The Potteries Museum & Art Gallery was founded when John Russell, a local doctor, donated his collection of impressionist paintings to the city in 1926. In 1981 the collection moved into a purpose-built gallery in the Hanley area of the city of Stoke-on-Trent. The fine art collection focuses on 20th-century art and includes notable works by the Scottish Colourists, Walter Sickert, Duncan Grant, Gilbert Spencer, William Roberts, Terry Frost and Eileen Cooper. The contemporary collection contains and unusual ‘history’ painting by the conceptual artist Mark Wallinger and most recently the Contemporary Art Society acquired a watercolour by the Indian-born Rina Banerjee inspired by the connection of the architectural sculptor and art teacher, John Lockwood Kipling (1837-1911) who attended art classes at Stoke before moving to India where he taught at the Sir Jamsetjee Jeejeebhoy School of Art in Mumbai and the Mayo School of Industrial Arts in Lahore (today Pakistan’s National College of Arts) with the longest title of a CAS donated artwork so far: In turmeric Yellow, another world apart from ours, bathed in humans as resources, natural riches seated in natures warm throne, golden and delicious, encrusted in sugary plants and rambunctious animals waited, watched when small factories tired in the business of making money could not make me a mango, 2020.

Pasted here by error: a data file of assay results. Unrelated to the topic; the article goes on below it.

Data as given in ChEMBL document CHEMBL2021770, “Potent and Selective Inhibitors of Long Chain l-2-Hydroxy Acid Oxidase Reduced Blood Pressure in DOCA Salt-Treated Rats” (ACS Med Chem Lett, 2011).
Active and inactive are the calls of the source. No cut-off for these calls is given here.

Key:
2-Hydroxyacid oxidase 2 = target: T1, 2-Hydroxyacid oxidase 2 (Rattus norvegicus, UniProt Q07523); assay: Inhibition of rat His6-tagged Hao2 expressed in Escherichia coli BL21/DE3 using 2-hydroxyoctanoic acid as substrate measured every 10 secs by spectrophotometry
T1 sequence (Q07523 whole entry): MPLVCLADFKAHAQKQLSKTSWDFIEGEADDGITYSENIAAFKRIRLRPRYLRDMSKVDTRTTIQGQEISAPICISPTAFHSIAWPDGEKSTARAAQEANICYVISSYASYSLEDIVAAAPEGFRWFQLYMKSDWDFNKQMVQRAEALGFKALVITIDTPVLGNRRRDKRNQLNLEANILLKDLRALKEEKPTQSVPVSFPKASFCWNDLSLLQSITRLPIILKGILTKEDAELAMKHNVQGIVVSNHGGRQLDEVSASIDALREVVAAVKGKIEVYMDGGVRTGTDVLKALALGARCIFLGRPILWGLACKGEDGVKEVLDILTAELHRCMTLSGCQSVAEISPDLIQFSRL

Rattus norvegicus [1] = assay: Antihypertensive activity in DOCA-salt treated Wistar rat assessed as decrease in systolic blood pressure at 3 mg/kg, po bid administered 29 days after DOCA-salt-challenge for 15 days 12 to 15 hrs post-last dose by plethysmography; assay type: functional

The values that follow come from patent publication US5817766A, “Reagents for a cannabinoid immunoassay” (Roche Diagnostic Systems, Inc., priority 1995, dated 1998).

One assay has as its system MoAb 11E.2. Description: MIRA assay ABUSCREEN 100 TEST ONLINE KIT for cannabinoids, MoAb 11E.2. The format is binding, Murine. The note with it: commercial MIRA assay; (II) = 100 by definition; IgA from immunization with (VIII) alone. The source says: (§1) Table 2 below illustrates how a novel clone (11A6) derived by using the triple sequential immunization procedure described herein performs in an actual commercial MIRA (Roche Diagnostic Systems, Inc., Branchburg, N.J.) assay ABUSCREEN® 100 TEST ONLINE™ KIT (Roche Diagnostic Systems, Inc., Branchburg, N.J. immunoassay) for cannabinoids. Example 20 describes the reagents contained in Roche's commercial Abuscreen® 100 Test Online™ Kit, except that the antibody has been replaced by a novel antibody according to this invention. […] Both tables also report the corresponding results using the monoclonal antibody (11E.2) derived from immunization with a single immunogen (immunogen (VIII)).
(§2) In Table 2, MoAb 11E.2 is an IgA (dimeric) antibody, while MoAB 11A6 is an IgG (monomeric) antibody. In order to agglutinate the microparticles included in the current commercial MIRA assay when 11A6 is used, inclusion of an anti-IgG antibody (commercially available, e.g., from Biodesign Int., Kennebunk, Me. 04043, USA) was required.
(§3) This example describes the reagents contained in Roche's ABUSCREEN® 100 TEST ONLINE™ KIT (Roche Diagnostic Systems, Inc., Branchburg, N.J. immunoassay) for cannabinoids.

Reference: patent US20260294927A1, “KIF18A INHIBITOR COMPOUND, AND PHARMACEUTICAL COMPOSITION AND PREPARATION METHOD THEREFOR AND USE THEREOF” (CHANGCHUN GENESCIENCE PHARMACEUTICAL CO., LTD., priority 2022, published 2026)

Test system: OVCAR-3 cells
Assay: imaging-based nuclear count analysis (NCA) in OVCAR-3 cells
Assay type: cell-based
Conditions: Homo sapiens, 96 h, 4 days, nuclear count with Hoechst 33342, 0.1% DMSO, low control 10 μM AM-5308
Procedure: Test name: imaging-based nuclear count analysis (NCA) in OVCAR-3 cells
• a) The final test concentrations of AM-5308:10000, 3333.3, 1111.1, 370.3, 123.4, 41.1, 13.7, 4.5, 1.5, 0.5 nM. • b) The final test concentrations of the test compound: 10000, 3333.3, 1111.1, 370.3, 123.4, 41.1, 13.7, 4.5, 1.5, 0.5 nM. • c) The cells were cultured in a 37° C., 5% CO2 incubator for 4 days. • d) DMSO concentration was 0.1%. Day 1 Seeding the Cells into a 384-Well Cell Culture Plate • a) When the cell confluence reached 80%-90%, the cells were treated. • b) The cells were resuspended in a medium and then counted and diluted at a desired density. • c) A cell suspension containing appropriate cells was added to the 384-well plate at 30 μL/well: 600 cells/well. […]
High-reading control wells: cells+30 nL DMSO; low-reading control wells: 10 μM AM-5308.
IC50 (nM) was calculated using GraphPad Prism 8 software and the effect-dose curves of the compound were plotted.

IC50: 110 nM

With Stoke’s history of ceramic production the contemporary collection is characterised by works that explore the processes and history of ceramic design, challenging traditional divisions between ceramics, fine art and textiles. Notable craft makers represented include Philip Eglin, Grayson Perry, Sarah Lucas, Mona Hatoum, Laura Ford, Lin Cheung, Anya Gallaccio and Nina Saunders.
Stoke is most famous for its collection of over 5,000 pieces of ceramics charting the development of the pottery industry, with well-known names like Bernard Leach, Michael Cardew, Jacqueline Poncelet and Carol McNicoll having been contributed to by the CAS with its Special Collection Scheme, with the aid of Arts Council Lottery Funding between 1997 and 2004. The museum also holds the Bergen Collection of studio pottery, the Pinchen Collection and the Lindridge Collection of post-war studio pottery. The Potteries hosts a number of temporary exhibitions throughout the year to complement the regularly changing displays of the permanent collection.